Song to Song (2017)
Song to Song is the latest film from auteur Terrence Malick, one of Hollywood’s most reclusive and polarizing directors. It’s story follows a young guitarist named Faye (Rooney Mara) who begins an affair with hotshot record producer Cook (Michael Fassbender), secretly hoping that his name and influence will result in a boon to her career. Soon after, she meets BV (Ryan Gosling), a singer-songwriter working with Cook, and begins a relationship with him that blossoms into something more real than anything Cook could ever provide. Over the course of the film these three interact to varying degrees. We see romance, love gained, love lost, fear, jealousy, lies, depression, and a wealth of poor choices. It is a powerful look at the pitfalls which can come with power and fame, and the dangers of building your life around those who have it. In the end, though, the film offers a sense of hope and understanding that is profoundly moving.
It has been written that Song to Song is narratively sparse, but I must wholeheartedly disagree. In fact, I consider the film to have one of the best scripts of the year. Malick’s style can be jarring at times, certainly, as he aggressively cuts between perspective and time with no explanation whatsoever, but I never found the film difficult to follow. Whereas most films feature lengthy scenes to progress plot, what Malick does is utilize brief moments with perfectly spoken dialogue to convey where on the emotional journey a character is at a given time. These emotional changes from scene to scene serve as markers that move the story forward. When combined with the incredible, masterful cinematography of Emmanuel Lubezki, this creates a film that viewers can connect with and relate to, recalling fleeting memories from their own past. You won’t have to have walked the exact path of the characters in Song to Song to resonate with their experiences.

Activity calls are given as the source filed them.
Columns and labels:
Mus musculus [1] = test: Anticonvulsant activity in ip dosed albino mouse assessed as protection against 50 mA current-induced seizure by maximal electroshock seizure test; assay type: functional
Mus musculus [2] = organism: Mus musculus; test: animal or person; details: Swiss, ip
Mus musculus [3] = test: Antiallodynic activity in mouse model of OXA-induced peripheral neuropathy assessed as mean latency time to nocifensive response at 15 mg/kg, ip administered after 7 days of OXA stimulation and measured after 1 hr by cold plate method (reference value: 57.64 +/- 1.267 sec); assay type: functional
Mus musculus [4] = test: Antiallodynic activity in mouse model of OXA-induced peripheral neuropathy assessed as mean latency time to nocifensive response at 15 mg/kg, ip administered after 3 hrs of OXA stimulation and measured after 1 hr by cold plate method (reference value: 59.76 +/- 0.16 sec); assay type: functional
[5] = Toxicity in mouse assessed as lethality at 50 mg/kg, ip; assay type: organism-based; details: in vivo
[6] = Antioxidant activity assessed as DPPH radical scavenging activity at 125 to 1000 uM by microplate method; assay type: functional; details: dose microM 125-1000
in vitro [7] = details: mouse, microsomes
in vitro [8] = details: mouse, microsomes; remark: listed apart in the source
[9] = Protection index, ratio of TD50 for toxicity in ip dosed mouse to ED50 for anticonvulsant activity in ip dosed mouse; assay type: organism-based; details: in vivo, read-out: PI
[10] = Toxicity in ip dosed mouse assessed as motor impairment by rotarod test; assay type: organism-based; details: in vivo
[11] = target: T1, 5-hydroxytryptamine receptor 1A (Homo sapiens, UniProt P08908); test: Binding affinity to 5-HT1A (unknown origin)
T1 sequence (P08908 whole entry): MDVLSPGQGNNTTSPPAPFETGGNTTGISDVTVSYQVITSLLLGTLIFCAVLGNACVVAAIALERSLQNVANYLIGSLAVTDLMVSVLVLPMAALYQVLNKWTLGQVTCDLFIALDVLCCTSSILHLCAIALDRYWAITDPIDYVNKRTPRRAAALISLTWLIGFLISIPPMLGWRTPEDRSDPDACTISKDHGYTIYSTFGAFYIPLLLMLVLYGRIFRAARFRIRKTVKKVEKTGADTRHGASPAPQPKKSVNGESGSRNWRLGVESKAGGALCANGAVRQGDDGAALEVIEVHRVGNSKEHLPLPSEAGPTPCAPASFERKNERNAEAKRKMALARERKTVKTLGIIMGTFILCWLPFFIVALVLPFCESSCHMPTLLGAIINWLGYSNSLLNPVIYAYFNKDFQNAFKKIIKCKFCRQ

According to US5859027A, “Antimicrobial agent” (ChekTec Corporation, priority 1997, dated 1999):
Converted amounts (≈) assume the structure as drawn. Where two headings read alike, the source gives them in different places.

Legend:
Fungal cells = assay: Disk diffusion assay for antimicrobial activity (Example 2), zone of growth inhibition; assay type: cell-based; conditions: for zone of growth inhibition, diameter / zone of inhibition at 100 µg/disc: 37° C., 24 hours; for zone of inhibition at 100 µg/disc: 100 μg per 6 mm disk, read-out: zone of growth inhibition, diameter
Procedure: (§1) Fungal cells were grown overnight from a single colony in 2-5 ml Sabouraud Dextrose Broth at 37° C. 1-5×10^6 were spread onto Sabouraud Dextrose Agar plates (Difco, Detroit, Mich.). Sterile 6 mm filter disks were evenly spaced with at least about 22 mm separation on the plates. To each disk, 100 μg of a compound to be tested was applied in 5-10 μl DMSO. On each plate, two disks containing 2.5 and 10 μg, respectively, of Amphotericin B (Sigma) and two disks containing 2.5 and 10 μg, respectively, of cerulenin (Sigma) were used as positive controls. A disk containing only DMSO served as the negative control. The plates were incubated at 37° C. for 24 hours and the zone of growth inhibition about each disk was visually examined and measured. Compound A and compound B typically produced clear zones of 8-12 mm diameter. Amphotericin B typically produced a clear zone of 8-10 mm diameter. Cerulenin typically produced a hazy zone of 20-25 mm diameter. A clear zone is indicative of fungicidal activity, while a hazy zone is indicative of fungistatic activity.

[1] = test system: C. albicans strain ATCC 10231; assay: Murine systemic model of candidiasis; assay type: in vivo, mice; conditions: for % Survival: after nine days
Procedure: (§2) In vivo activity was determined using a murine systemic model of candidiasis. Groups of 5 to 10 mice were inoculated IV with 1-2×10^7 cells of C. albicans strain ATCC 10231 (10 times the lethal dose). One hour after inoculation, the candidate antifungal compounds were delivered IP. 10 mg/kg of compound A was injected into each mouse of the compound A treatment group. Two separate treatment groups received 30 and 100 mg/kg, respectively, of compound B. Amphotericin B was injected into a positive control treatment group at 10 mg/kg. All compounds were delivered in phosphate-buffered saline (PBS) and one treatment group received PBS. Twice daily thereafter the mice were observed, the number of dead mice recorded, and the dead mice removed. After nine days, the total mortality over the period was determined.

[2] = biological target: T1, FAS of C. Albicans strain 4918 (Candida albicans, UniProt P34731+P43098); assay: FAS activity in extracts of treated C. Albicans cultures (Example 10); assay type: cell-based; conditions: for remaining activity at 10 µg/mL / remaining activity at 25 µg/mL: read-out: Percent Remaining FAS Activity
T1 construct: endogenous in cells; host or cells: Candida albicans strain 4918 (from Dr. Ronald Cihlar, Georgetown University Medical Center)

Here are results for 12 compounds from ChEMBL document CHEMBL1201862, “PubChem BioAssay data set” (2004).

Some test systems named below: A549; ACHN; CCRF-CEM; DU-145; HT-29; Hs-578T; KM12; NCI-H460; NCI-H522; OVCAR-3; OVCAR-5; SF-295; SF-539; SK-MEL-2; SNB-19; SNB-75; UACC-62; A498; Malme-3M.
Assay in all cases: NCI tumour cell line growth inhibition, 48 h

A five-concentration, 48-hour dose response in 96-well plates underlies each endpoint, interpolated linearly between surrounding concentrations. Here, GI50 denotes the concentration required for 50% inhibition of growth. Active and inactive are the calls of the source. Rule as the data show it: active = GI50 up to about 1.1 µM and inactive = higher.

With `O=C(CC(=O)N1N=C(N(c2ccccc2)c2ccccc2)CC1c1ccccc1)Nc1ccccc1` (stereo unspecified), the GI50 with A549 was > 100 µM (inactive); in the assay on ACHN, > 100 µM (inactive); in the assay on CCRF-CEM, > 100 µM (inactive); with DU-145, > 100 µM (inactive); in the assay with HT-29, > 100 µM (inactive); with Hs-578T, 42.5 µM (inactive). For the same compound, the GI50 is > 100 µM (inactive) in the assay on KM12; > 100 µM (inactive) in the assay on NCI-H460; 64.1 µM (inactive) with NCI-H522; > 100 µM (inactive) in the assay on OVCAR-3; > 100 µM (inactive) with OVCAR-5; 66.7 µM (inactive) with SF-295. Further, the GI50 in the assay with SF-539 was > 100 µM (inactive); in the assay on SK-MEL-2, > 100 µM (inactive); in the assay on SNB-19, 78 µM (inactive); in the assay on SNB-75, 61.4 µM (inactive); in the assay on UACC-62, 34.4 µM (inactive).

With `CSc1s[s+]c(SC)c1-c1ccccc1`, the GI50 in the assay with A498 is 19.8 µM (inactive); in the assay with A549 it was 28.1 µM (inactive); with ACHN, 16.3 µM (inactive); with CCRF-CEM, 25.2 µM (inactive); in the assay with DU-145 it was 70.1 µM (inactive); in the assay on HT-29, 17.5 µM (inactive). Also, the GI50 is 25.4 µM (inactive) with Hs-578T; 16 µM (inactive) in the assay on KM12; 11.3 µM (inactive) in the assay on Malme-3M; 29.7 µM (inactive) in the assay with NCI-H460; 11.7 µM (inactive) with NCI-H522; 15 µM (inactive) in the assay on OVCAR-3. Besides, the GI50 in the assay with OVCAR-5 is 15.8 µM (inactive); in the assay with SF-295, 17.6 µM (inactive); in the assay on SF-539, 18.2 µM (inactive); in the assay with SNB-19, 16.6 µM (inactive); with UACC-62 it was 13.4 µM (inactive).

The title of Song to Song couldn’t be more appropriate. Malick’s film flows like a record as it takes you on this realistic life journey. It begins with the powerful electronic beats of South African hip hop group Die Antwood and ends with an orchestral composition from classical composer Claude Debussy. It is incredible just how well the soundtrack transitions between musical styles, all of which seem to perfectly compliment the particular scene in which they appear. And like a soundtrack, the visual cuts and editing style of Song to Song are reminiscent of listening to a soundtrack, sometimes skipping ahead… from song to song.
Where the film truly develops into something special, though, is in its final 10-20 minutes. Here the film comes together and pays off the journey by offering hope. Forgiveness and mercy are learned, and love is finally understood. The language used even evokes the well-known Biblical parable of the prodigal son. It could as much reference the return to a commitment of faith as that of a realized devotion to true love. It is in this redemption that we see the state of happiness we endlessly search for can be achieved, it just may not look like we thought it would.
For those willing to meet Malick halfway and open themselves to engaging with the film, Song to Song offers an emotionally visceral experience. Its dialogue is lyrical poetry that works perfectly in concert with Lubezki’s stunning cinematography, an expertly balanced soundtrack, and fine acting performances all around. This may be some of the least abstract and aimless work Malick has ever produced, while also being among his best. Song to Song is a film that needs to be more than just seen, it demands to be felt.
Aaron White is a Seattle-based film critic and co-creator/co-host of the Feelin’ Film Podcast. He is also a member of the Seattle Film Critics Society. He writes reviews with a focus on how his expectations influenced his experience. Follow him on Facebook and Twitter to be notified when new content is posted.